Start describing The Beths to someone who hasn’t heard them, and you’ll quickly run upon a challenge. The pop-rock-emo quartet from Auckland, New Zealand, defies hyper-exact definitions, blending dense lyricism, anthemic guitar solos, punk-metal riffs, and four-part harmonies into their oeuvre of cheeky and sometimes devastating songs — which cover, generally: anxiety, love, and anxiety-inducing love. It’s a lot.
That overwhelm takes the reins on “Silence is Golden,” the third track on their new album, 2022’s Expert in a Dying Field. The song is a high-velocity piece of shrapnel, wounding listeners with the woes of lead singer Elizabeth Stokes, as she bemoans the loudness of city life.
“Wish I could freeze time / Go to the wild / Soak up the quiet / ’Til I’m dripping wet with it,” Stokes sings, strumming a metal-inspired polyrhythmic riff at the same time. Why does she choose to play the riff while singing, instead of having more-than-capable guitarist (and album producer) Jonathan Pearce handle it? It’s simply, as she puts it, a matter of fun.
“I like a challenge, yeah,” Stokes says with a laugh. “I’m doing these different things with different parts of my body, and when I can get it all together, it’s really satisfying. I think it’s probably what’s fun about drumming. I split my brain into multiple parts. It’s a fun riff, and it’s great for my pinky finger, which has always been notoriously weak.”
Indeed, weakness and satisfaction are two ends of a lyrical spectrum across which Stokes gallivants on the album. Expert represents a new leg in The Beths’ growth as a unit (including bassist Benjamin Sinclair and drummer Tristan Deck) as their lyrical and instrumental output coheres into deeply felt and complex energetic rock.
The Beths’ frenetic energy on Expert will come as no surprise to listeners of their earlier albums, 2018’s Future Me Hates Me and 2020’s Jump Rope Gazers, or their 2016 debut EP, Warm Blood. On the latter, the band loudly announced a sound that was, while melancholic, also full of joy. Upon that EP’s release, the New Zealand music magazine NZ Musician suggested the quartet’s intent was to “revive and celebrate the increasingly lost art of high energy guitar pop.” Whether or not high-energy guitar pop was actually “lost” may be an open question, but there’s no doubt The Beths have infused it with a genuine sense of humor and fun.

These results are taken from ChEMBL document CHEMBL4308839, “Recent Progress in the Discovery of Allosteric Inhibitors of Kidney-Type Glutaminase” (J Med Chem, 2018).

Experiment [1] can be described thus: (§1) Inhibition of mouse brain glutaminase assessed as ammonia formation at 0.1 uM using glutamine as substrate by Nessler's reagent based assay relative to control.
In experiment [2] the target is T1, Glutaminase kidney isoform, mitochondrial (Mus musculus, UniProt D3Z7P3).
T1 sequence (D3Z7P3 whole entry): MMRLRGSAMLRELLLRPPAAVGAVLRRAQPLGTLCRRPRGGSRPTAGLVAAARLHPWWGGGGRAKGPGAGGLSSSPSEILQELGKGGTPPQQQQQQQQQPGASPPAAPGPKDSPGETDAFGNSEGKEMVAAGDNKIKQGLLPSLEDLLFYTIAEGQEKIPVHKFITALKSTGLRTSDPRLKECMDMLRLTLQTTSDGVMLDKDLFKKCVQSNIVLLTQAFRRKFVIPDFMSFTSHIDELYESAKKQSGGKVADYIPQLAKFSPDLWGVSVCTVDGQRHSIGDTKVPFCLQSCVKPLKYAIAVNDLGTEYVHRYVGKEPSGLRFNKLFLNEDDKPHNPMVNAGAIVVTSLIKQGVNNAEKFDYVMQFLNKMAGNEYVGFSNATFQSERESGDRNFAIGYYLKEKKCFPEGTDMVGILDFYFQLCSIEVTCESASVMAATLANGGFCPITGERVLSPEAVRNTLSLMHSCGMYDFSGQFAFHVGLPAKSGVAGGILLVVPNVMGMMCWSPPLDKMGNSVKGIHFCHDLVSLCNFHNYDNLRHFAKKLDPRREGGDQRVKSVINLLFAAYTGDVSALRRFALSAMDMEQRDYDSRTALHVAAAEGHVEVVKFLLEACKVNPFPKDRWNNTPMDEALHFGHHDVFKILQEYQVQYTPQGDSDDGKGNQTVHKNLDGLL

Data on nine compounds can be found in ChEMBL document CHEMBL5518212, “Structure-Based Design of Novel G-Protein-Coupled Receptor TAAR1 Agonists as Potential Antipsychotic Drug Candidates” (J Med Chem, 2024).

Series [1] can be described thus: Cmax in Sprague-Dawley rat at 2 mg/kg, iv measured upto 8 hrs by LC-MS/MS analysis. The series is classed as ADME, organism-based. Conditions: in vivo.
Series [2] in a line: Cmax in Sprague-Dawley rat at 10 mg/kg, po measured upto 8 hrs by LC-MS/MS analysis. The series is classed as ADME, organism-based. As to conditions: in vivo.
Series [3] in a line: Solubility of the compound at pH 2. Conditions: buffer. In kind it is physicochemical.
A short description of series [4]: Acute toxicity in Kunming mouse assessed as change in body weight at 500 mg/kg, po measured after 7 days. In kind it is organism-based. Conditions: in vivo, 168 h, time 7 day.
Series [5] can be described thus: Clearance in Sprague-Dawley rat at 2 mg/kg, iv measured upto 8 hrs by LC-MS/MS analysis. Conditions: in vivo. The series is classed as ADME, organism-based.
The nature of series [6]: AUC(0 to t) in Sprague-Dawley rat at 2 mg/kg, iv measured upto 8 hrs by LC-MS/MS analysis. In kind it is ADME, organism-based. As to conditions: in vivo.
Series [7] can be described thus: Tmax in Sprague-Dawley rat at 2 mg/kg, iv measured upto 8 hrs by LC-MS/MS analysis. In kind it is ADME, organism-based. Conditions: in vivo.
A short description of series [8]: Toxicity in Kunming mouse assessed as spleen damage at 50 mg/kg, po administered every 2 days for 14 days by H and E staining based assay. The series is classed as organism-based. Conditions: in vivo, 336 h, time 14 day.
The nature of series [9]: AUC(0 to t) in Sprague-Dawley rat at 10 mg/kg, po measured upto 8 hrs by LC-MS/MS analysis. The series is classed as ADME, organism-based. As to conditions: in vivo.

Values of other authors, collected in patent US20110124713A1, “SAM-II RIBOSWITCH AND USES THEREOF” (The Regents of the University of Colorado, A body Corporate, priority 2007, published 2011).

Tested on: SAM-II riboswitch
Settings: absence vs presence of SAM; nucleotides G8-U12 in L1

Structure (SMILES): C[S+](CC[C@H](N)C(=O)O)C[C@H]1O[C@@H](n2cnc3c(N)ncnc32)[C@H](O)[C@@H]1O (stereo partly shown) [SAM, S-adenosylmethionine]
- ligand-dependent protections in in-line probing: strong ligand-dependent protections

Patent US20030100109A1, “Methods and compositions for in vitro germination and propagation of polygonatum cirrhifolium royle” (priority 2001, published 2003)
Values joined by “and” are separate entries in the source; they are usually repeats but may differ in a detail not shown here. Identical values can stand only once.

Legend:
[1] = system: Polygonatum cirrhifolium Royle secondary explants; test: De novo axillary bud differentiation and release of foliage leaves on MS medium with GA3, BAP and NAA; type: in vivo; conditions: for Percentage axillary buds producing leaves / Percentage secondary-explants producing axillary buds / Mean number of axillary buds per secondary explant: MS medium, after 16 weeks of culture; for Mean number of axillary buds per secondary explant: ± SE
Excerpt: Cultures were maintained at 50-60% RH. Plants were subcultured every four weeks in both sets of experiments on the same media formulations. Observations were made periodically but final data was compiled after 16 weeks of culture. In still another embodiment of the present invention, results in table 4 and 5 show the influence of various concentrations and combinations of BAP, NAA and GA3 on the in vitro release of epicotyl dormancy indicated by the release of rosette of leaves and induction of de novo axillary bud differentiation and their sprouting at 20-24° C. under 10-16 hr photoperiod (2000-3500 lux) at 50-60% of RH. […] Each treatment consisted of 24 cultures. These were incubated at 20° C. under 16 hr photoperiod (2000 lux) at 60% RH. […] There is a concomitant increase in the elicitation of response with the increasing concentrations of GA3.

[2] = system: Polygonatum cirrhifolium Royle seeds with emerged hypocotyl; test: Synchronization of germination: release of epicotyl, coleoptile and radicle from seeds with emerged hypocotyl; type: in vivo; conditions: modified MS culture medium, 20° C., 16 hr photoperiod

Take “I Told You That I Was Afraid,” in which Stokes’ somber lyrics about feeling invisible and hated are propelled by the hurtling-ahead pace set by Sinclair and Deck. In the bridge, Stokes pleads: “Kindly tell me a lie / Will you look me in the eye / And say it’ll all be alright in the end?” We’re never told if everything turns out alright, but the injury of that ignorance is salved by Pearce, who steps in to deliver the most breathless, blistering, “hell-yeah” guitar solo of the album.
Steady as she goes
In 2019, The Beths took to Europe to support Death Cab for Cutie — as strong a commendation as one could ask for in the world of indie rock. But just as their sophomore album Jump Rope Gazers was released in July 2020, the pandemic was shutting everything down. Unable to tour the album, plenty of worthy singles like “I’m Not Getting Excited,” “Jump Rope Gazers,” and “Out of Sight” got lost in the noise.
Not so, here in 2023. The band landed in Portland for their North American winter tour in mid-February, supporting their new material in a new, somewhat less-COVID-emphatic world. Recent announcements of tours supporting not only Death Cab again (on their 20th anniversary tour with The Postal Service), but also The National in late 2023, have bolstered the band’s reputation.
Stokes waxes humble about it: “It feels very steady. It hasn’t jumped up from bars to stadiums, but it feels like every time we go out, there are a few more people,” she says. “It’s really validating.”
The word “steady” is a good one to describe a stand-out track from the new album, “When You Know You Know,” a ’90s-inspired fist-pumper that feels like “Teenage Dirtbag” grew up and looked back with horror and admiration at its many failed attempts at love. The song builds like a nesting doll, stacking syntactic complexity over catchiness in its triumphant pre-chorus, with lyrics combining starry-eyed optimism and hard-earned self critique.
“I can see a way to a new horizon / Squinting through the clouds ’til it burns my eyes and / Every other star is a sun that’s rising / And every other word, I’m apologizing,” Stokes sings, as her falsetto and lyricism are pushed to Joni Mitchell-like extremes. The instrumental energy is restrained, until the catchiest chorus of The Beths’ career explodes, making it clear why the track is a recent favorite among indie rock playlisters.
“Yeah, I was chuffed when I wrote it,” Stokes says. “We like to write songs that are hard to play and yet really fun for everybody to sing. That’s really challenging and satisfying.”
Challenging and satisfying? Well, that’s not a bad way to describe The Beths, either.
ON THE BILL: The Beths with Sidney Gish. 8 p.m. Tuesday, March 14, Summit, 1902 Blake St., Denver. Tickets here.